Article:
Book Reviews

The Art of Mutual Pleasure by K.A. Merikan at Acerbi & Villani

Genre Gay / Historical / 19th Century / Regency / Erotic Romance
Reviewed by Lena Grey on 12-April-2017

Book Blurb

--- The path to debauchery is strewn with good intentions. ---

Benjamin Snowley is trapped in a most distressing predicament. He’s been feeling poorly and after having recently recovered from influenza, he knows that the fault for his declining health lies in a vice he wouldn’t dare mention in polite conversation.

Onanism, self-pollution, masturbation. All names for the same sinful affliction.

For Benjamin, it all started back at school, where he first encountered the immoral Frederick Cory. Ever since then, the man has been plaguing Benjamin’s dreams and causing most unnatural urges.

Now is the time for all the infatuation nonsense to stop. With the help of an unorthodox doctor and an indecent proposition to a young stablehand, Benjamin will rid himself of the vile addiction.

But can the experimental treatment be enough to make him forget his feelings for Frederick?

Warning: Contains a clueless young man on a futile quest for chastity and a libertine artist eager to rid him of that goal.

Themes: masturbation, historical attitudes to sexuality, medicine, doctor, guilt, unorthodox treatment, master/servant, groom, superstition, moral failure, enemies to lovers

Erotic content: explicit language, inappropriate medical examination, cum swallowing, bareback, sex toys, body worship, multiple partners

Book Review

“Pleasure's a sin, and sometimes sin's a pleasure.” ~ Lord Byron (Don Juan)

Benjamin Snowley, of 'The Art of Mutual Pleasure' by K.A. Merikan, gets his first hint of  sexuality from watching his school boy crush, Frederick Cory, with another boy engaging in a carnal act. What should have been a perfectly natural way of pleasuring himself turns into a constant struggle between what Benjamin feels is morally wrong as well as damaging to his health. Benjamin's quest to find a cure leads him down some unusual, sometimes ludicrous, paths. One of these paths leads him full circle, back to the person who started it all, Frederick Cory.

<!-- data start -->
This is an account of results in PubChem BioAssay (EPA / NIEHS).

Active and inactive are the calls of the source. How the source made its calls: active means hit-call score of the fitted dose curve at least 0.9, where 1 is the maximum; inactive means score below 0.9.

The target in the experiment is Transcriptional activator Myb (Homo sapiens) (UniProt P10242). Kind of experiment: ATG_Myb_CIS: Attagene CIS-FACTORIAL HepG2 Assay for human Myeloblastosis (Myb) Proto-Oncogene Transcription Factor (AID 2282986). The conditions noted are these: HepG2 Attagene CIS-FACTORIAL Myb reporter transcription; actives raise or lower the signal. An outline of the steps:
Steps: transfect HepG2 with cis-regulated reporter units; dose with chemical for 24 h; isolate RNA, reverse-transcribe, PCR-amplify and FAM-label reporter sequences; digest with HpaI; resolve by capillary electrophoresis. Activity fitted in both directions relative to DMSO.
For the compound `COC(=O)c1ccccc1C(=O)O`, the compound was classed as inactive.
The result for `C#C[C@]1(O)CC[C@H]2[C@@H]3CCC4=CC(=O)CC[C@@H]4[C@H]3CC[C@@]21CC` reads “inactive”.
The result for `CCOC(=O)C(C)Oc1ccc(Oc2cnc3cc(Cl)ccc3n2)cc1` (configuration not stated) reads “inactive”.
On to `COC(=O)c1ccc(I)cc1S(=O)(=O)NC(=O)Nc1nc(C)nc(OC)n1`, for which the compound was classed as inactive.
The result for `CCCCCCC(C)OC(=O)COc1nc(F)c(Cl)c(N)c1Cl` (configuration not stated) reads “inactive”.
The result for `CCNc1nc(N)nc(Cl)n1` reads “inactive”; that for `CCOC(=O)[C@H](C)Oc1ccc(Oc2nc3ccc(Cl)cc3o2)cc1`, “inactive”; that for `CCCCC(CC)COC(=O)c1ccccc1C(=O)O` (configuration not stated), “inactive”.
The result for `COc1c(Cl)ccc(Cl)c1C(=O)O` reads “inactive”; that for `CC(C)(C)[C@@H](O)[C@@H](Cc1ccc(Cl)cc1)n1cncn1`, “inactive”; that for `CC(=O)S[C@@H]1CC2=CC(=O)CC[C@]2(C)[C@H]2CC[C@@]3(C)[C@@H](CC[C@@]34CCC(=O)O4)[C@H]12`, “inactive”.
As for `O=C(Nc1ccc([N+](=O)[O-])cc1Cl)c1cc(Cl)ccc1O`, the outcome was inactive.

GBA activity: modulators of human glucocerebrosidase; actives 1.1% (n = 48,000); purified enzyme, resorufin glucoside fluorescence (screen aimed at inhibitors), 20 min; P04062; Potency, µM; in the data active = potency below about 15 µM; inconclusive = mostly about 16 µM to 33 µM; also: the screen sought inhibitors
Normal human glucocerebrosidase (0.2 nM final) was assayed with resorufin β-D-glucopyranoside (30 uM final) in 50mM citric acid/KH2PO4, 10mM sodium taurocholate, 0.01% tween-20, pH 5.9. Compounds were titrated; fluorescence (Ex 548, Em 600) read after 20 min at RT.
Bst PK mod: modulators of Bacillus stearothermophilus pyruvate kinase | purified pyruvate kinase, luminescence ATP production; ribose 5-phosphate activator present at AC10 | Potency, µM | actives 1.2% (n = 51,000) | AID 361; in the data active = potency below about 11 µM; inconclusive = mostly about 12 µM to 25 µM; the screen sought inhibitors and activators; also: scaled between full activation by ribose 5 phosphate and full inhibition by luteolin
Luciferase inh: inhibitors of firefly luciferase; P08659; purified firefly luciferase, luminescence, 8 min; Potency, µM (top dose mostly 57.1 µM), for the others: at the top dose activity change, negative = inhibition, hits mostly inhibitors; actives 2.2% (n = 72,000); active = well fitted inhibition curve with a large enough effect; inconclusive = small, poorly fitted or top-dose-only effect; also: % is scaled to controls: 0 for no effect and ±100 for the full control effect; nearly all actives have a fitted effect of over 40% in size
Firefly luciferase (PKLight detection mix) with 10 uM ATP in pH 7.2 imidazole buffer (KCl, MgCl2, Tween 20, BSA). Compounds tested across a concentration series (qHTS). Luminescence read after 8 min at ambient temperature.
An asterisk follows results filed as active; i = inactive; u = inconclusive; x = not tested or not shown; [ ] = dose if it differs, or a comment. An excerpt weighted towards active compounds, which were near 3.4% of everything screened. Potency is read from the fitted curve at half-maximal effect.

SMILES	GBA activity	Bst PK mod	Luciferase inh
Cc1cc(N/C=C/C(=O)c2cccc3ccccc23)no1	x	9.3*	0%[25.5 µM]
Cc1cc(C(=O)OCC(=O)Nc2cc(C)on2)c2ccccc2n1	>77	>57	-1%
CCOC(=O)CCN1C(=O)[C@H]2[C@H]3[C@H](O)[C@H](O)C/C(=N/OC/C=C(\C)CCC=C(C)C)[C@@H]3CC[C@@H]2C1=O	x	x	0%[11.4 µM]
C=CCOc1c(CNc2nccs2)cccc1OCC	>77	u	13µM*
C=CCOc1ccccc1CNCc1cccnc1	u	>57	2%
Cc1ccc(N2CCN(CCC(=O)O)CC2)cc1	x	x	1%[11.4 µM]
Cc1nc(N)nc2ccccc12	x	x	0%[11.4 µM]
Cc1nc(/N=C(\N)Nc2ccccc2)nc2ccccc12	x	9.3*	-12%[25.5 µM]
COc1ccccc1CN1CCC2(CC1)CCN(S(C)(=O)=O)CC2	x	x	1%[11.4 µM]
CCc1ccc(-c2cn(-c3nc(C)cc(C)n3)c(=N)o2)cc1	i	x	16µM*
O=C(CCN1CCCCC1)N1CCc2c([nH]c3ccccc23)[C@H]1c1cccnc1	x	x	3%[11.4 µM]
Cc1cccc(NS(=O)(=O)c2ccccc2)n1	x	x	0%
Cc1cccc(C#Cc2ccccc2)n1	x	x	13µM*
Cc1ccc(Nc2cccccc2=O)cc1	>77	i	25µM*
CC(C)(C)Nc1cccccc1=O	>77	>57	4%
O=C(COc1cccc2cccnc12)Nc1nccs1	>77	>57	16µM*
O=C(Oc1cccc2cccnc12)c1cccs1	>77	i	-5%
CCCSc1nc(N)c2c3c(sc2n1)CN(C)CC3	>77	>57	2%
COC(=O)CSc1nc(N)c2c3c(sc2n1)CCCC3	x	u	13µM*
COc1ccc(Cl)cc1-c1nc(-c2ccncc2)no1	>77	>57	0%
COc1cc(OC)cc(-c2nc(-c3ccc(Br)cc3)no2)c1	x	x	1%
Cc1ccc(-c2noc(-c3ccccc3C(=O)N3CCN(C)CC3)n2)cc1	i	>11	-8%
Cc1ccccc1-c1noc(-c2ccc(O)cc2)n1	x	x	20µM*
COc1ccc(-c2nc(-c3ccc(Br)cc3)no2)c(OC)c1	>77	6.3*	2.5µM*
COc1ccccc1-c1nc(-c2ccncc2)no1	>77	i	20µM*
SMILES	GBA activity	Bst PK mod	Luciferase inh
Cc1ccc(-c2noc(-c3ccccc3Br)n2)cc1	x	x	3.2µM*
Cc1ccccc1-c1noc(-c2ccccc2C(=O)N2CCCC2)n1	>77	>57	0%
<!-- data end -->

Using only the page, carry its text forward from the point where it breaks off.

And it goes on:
It's been a while since Frederick has seen Benjamin and he's pleased with what a handsome young man he's grown into. It's obvious that, if anything, Frederick's behavior is even more depraved that before, yet, Benjamin is still drawn to him. Frederick's teasing about what a prude he is only exacerbates Benjamin's need to rid himself of this unwanted desire. Benjamin is shocked by Frederick and his friends’ blatant disregard for convention and infuriated by their teasing. Benjamin tells them just what he thinks of their offensive words and behavior and leaves, more convinced than ever that he must find a cure. He comes across a pamphlet by a doctor who claims to have a treatment for his “problem” and resolves to visit him. The doctor's examination and proposed cure are not only unconventional but unscrupulous as well. Poor Benjamin is so naive and desperate that he is willing to try almost anything to gain his failing health back. Without any prior sexual knowledge, Benjamin is at a loss as how to proceed with the doctor's cure, but knows he must soldier through it.

Benjamin soon finds men who are more than willing to help him improve his health per the doctor's orders. Benjamin is more conflicted than ever but carries on until he's put himself in a precarious position, not only physically, but emotionally. Once again, he becomes in contact with Frederick who has been keeping an eye on the young man. Once Frederick learns how and why Benjamin is putting himself in jeopardy, he explains the error of Benjamin's logic and helps him see the truth; that the doctor's “cure” is more than useless and actually harmful. Benjamin doesn't believe him at first, but when he realizes Frederick is telling him the truth he is appalled and falls into a deep depression, not even being able to go out of his house.

This just may be the most decadent book I have ever read, definitely not my usual taste but surprisingly gratifying. Even though I felt sorry for Benjamin, I could hardly believe he was that clueless, but he lives in different times. I can't call this a love story, perhaps a “'lust story”, although I suppose this is from a woman's point of view. Also, Frederick did care about Benjamin and Benjamin cared for him, it seemed more like possessiveness and mutual satisfaction whether in bed or playing their outrageous games with others. If you want a romance, I'd skip this book, but if you enjoy lusty, libertine behavior, then this may be for you. Thanks, K.A., for the potent carnal images you've placed in my mind that won't soon be forgotten!





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Additional Information

Format ebook
Length Novella, 45000 words
Heat Level
Publication Date 29-March-2017
Price $3.75 ebook
Buy Link